Miami Heat head coach Erik Spoelstra spoke to the media after the Heat defeated the Utah Jazz, 111-105, in Utah, on Nov. 12, 2021. By Miami Heat.
It was a challenging West Coast trip for the Heat.
First came the challenge of moving past the emotion of the Nikola Jokic-Markieff Morris situation, then came Jimmy Butler’s sprained ankle that kept him out for most of the trip and then came the frustration of consecutive three-point losses on back-to-back nights in Los Angeles.
If that wasn’t enough, the Heat had to play on Monday without both Bam Adebayo and Butler.
But the Heat (9-5) found a way to end its five-game trip with a 103-90 win over the Oklahoma City Thunder (5-8) on Monday night at Paycom Center. After an 0-3 start, Miami won two straight to close the trip at 2-3.
Butler missed the final three games of the trip because of a sprained right ankle and Adebayo missed his first game of the trip because of a left knee bruise.
In their absence, Tyler Herro came through to score nine points in the fourth quarter to help lift the Heat to the win. Herro started in Butler’s place and finished with 26 points while shooting 9 of 18 from the field and 5 of 8 on threes, seven rebounds, six assists and two steals.
The Thunder still managed to hang around, trailing by eight with 2:36 to play. That’s when P.J. Tucker and Duncan Robinson made back-to-back threes to put the Heat ahead by 14 with 1:18 left and put the game out of reach.
It was a sloppy, but close game before the fourth quarter. The Heat led by seven after the first three quarters and the teams were tied at 43 after halftime.
Heat guard Kyle Lowry finished with 11 points and 11 assists. Robinson contributed 21 points with the help of 5-of-12 shooting on threes.
The Heat now returns to Miami for a quick two-game homestand that begins Wednesday against the New Orleans Pelicans.
Here are five takeaways from the Heat’s win over the Thunder:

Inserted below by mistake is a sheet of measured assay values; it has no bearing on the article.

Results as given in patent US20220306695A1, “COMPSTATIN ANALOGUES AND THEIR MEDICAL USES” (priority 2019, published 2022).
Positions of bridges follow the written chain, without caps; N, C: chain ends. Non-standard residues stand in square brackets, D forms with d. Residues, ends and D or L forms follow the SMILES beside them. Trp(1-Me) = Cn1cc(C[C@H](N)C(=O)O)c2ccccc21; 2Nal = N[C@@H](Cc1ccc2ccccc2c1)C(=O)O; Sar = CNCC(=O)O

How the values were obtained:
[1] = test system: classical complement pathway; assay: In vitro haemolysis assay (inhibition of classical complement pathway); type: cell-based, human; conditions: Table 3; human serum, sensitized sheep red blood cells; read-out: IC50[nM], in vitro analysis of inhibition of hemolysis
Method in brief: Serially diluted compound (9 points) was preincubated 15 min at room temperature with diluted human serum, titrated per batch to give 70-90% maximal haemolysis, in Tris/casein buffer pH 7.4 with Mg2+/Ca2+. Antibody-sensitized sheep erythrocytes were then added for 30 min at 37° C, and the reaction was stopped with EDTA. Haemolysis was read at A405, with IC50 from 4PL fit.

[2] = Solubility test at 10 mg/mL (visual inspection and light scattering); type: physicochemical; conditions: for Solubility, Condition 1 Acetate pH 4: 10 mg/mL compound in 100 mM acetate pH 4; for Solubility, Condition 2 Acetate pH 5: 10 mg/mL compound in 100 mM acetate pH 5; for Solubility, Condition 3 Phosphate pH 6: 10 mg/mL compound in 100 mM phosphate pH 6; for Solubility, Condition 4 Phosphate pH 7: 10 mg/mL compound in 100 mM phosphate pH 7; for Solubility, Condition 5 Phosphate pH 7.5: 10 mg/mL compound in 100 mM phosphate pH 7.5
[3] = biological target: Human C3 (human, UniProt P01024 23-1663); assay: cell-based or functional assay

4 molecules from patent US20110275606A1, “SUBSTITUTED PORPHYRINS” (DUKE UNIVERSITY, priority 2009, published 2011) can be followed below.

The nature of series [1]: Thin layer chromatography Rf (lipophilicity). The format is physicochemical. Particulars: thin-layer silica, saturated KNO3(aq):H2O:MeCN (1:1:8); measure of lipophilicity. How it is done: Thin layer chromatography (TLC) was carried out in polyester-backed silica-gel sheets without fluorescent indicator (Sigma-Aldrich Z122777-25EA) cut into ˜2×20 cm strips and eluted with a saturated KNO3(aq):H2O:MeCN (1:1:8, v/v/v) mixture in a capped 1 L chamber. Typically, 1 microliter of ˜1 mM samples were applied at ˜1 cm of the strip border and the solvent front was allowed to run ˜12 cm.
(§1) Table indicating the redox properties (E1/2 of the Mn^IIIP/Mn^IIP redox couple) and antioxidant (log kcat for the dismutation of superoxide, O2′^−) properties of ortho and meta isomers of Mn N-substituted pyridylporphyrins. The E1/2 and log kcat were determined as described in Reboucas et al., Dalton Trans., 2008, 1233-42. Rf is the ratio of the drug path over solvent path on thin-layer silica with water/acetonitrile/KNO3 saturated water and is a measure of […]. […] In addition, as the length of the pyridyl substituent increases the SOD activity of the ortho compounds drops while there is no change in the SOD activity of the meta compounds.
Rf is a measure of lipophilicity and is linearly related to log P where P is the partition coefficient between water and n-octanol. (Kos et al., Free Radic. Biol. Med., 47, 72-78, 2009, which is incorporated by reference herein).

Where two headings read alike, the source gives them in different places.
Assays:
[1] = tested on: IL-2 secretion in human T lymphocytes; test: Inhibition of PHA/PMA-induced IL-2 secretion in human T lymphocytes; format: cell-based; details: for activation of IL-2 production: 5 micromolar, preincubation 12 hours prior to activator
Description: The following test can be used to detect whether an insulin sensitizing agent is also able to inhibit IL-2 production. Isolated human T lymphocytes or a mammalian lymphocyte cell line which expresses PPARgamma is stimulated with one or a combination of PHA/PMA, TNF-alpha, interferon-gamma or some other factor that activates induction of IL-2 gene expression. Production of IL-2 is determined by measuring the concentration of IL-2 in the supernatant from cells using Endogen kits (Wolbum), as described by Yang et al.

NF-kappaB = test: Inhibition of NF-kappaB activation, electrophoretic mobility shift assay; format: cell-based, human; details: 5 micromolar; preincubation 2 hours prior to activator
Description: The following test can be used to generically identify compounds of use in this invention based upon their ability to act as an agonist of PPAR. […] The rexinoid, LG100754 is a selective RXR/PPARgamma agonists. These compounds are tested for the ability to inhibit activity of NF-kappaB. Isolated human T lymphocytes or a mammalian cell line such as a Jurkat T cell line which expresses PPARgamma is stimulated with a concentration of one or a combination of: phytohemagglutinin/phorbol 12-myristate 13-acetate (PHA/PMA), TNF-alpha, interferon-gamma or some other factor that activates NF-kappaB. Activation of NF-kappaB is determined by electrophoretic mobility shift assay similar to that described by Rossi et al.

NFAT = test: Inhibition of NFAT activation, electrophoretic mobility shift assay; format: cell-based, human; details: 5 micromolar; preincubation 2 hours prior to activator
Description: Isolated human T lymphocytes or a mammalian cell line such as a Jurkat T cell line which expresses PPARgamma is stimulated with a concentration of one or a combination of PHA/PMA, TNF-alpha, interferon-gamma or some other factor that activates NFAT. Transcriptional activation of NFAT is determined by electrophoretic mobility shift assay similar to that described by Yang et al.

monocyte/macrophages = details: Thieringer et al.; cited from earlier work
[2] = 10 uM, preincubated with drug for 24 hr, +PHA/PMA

The Thunder’s offense has not been good this season, and the Heat’s defense took advantage even without two of its best defenders.
Despite missing Adebayo and Butler, Miami managed to limit Oklahoma City to 90 points on 41 percent shooting from the field. The Heat scored 31 points on 20 turnovers from the Thunder.
The face that the Thunder was the opponent helped. Oklahoma City features one of the worst offenses in the NBA, entering with the third-worst offensive rating this season.
How inefficient has the Thunder’s young roster been this season? Oklahoma City entered shooting an NBA-worst 56.3 percent from within the restricted area and the second-worst percentage from three point range at 30.4 percent.
On Monday, Oklahoma City shot just 13 of 25 (52 percent) at the rim.
The Heat entered with the league’s ninth-best defensive rating, so it shouldn’t be too surprising that it won its matchup against the Thunder’s struggling offense. But doing without Adebayo and Butler is noteworthy.
Without Adebayo and Butler, the Heat’s offense came alive in the second half.
It was a rough first half for the Heat’s offense, as it totaled just 43 points on 32.5 percent shooting from the field while committing 11 turnovers in the first two quarters.
But the Heat’s offense was much better in the second half, when it scored 60 points on 48.8 percent shooting from the field.
The three-pointer was there for Miami throughout the game, though. The Heat shot an efficient 9 of 19 from deep in the first half and 9 of 21 from deep in the second half to finish 18 of 40 from three-point range.